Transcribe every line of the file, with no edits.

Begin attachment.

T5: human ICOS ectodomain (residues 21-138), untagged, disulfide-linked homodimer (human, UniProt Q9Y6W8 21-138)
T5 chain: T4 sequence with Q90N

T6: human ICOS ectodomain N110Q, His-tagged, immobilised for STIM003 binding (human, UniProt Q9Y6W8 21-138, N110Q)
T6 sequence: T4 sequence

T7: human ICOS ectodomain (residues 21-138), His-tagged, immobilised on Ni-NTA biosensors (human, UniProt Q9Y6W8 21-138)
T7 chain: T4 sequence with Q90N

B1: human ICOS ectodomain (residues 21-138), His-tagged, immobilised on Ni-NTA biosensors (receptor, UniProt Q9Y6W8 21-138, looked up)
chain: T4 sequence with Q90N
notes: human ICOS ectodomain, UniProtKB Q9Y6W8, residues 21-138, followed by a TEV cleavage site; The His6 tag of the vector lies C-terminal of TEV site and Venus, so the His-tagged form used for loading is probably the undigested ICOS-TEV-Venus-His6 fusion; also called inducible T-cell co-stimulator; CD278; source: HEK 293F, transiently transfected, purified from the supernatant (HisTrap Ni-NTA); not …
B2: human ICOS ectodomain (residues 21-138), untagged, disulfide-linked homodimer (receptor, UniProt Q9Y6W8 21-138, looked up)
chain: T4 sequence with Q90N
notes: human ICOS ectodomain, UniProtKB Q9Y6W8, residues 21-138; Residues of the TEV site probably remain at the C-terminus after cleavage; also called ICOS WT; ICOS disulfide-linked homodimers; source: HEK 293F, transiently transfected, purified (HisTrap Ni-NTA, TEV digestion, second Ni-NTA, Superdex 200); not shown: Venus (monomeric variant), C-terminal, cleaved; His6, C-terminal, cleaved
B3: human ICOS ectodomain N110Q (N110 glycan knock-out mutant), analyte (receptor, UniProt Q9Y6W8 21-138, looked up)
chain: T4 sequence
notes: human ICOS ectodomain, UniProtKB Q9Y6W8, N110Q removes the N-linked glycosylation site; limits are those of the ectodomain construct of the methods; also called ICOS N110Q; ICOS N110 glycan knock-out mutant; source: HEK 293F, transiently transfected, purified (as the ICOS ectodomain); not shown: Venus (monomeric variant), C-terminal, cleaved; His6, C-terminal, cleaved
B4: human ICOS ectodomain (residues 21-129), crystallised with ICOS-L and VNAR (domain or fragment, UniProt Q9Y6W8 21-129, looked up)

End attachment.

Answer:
T5: human ICOS ectodomain (residues 21-138), untagged, disulfide-linked homodimer (human, UniProt Q9Y6W8 21-138)
T5 chain: T4 sequence with Q90N

T6: human ICOS ectodomain N110Q, His-tagged, immobilised for STIM003 binding (human, UniProt Q9Y6W8 21-138, N110Q)
T6 sequence: T4 sequence

T7: human ICOS ectodomain (residues 21-138), His-tagged, immobilised on Ni-NTA biosensors (human, UniProt Q9Y6W8 21-138)
T7 chain: T4 sequence with Q90N

B1: human ICOS ectodomain (residues 21-138), His-tagged, immobilised on Ni-NTA biosensors (receptor, UniProt Q9Y6W8 21-138, looked up)
chain: T4 sequence with Q90N
notes: human ICOS ectodomain, UniProtKB Q9Y6W8, residues 21-138, followed by a TEV cleavage site; The His6 tag of the vector lies C-terminal of TEV site and Venus, so the His-tagged form used for loading is probably the undigested ICOS-TEV-Venus-His6 fusion; also called inducible T-cell co-stimulator; CD278; source: HEK 293F, transiently transfected, purified from the supernatant (HisTrap Ni-NTA); not …
B2: human ICOS ectodomain (residues 21-138), untagged, disulfide-linked homodimer (receptor, UniProt Q9Y6W8 21-138, looked up)
chain: T4 sequence with Q90N
notes: human ICOS ectodomain, UniProtKB Q9Y6W8, residues 21-138; Residues of the TEV site probably remain at the C-terminus after cleavage; also called ICOS WT; ICOS disulfide-linked homodimers; source: HEK 293F, transiently transfected, purified (HisTrap Ni-NTA, TEV digestion, second Ni-NTA, Superdex 200); not shown: Venus (monomeric variant), C-terminal, cleaved; His6, C-terminal, cleaved
B3: human ICOS ectodomain N110Q (N110 glycan knock-out mutant), analyte (receptor, UniProt Q9Y6W8 21-138, looked up)
chain: T4 sequence
notes: human ICOS ectodomain, UniProtKB Q9Y6W8, N110Q removes the N-linked glycosylation site; limits are those of the ectodomain construct of the methods; also called ICOS N110Q; ICOS N110 glycan knock-out mutant; source: HEK 293F, transiently transfected, purified (as the ICOS ectodomain); not shown: Venus (monomeric variant), C-terminal, cleaved; His6, C-terminal, cleaved
B4: human ICOS ectodomain (residues 21-129), crystallised with ICOS-L and VNAR (domain or fragment, UniProt Q9Y6W8 21-129, looked up)